It's the same thing with the self-destructive person. You can say to that person who wants you to allow him or her to continue in ways that are destroying him or her, and you and others as well, and you can say “no.” Not because you’re serving yourself, but because you know who you are in Christ, and because you get your marching orders not by being accepted by the world around you, but because you are accepted in Christ Jesus, and you have deliberately chosen to go the way of His humiliation, so that in every choice you are making, you are making that choice for God's glory and the well-being of others, rather than in your own self-advancement. And in a sense, you’re still looking out for No. 1; it's just that No. 1's identity has changed. You recognize that you’re not No. 1; you recognize that God is No. 1. And so you’re looking out for No. 1, but No. 1 is not you. You’re looking out for God's glory, because God is already looking out for you, and it allows you to manifest a tender power, a serving strength towards others.
And the Apostle Paul is saying to us that if we are going to manifest the mind of Christ, then in our life in this community, whether it's in our work, in our lives together in our families, in our life together as a congregation, we are going to manifest this kind of strength in weakness, this kind of humble exercise of strength and power, for the well-being of others, in the imitation of Christ.
Now the implications and applications of that are radical and manifold, and that's why we're taking our time working through this passage together, because there is so much to learn. And we're going to come back to this next week, and in the following verse to see this fleshed out in our daily lives. But I want to challenge you in the days and hours to come to reflect on how God would have you empty yourself.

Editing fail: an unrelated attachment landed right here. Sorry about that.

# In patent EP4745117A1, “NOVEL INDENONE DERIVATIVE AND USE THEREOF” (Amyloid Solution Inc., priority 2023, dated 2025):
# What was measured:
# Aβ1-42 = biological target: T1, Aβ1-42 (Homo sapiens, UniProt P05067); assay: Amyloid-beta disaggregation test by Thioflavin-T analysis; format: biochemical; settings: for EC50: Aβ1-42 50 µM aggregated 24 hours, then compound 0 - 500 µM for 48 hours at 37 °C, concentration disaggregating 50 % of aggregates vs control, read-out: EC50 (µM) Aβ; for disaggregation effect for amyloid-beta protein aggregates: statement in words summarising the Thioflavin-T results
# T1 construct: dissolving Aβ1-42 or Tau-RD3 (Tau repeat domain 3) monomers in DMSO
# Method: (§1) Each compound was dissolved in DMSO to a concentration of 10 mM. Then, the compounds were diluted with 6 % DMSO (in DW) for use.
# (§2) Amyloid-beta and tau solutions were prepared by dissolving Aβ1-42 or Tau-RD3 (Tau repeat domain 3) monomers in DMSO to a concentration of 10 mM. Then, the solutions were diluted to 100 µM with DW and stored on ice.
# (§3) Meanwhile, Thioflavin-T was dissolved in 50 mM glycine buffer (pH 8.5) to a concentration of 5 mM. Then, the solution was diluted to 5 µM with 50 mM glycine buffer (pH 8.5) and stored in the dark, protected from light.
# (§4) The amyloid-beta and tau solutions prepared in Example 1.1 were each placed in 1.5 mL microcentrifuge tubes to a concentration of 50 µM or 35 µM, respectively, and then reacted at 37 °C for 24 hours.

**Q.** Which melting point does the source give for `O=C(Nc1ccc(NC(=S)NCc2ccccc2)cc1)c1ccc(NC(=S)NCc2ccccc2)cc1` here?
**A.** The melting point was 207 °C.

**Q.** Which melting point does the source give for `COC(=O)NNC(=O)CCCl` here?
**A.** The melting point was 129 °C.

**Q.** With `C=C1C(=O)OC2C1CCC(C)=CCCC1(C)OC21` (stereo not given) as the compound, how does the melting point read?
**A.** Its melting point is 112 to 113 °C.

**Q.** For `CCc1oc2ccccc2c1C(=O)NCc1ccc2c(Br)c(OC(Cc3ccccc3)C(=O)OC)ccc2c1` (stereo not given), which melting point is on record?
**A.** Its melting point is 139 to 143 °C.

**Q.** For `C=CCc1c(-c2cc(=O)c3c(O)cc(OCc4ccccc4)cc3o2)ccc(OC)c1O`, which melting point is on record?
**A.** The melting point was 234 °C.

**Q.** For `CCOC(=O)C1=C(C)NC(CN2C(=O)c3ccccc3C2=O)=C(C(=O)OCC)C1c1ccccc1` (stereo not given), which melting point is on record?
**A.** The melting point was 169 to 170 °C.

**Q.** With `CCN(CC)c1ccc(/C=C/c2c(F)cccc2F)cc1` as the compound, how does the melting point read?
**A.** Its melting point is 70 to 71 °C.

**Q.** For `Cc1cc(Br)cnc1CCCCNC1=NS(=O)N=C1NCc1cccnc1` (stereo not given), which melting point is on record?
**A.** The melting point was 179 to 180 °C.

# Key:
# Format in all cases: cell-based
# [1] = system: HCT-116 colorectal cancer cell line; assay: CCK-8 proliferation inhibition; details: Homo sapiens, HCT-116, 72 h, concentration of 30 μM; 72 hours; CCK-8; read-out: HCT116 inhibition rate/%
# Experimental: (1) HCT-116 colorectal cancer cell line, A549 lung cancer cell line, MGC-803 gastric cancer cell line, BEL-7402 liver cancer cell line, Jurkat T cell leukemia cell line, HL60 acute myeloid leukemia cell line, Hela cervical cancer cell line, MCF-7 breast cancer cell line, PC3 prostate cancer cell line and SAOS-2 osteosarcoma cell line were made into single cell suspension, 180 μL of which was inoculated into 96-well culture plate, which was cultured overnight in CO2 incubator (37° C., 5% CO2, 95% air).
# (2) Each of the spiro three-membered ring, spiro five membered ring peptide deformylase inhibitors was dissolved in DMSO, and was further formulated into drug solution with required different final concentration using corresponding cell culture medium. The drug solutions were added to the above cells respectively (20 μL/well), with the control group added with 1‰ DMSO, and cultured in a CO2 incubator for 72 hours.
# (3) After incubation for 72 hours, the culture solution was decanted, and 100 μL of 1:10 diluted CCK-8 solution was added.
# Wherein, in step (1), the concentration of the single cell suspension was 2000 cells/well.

Our heavenly Father, as we hear this exhortation from the Apostle Paul, we quickly acknowledge that in our own strength it is impossible for us to obey this command; not because this command is too hard to understand, but because this command cuts against the deepest instincts of our sinful flesh. And so we quickly acknowledge that we need the grace of Your Holy Spirit if we're going to live this way. For this congregation, O God, I pray that in the year to come that we would as individuals in work, in families, and in the congregation, love and serve one another with a self-emptying humility in such a way that the world sees Your grace and power and glorifies Christ; in such a way that those who don't believe in Christ come to believe in Him; in such a way that those who do believe in Christ are built up in grace, and we are conformed to Him whose mind we are to have. We pray this prayer in humble dependence upon Your Holy Spirit, in Jesus' name. Amen.
Let's continue to pray, and let's pray using No. 644. We’ll sing the first and the fourth stanzas as a prayer to God.
“May the mind of Christ my Savior live in me from day to day,
By His love and power controlling all I do and say.
“May the love of Jesus fill me as the waters fill the sea;
Him exalting, self abasing, this is victory.”]
The grace of the Lord Jesus Christ be with your spirit. Amen.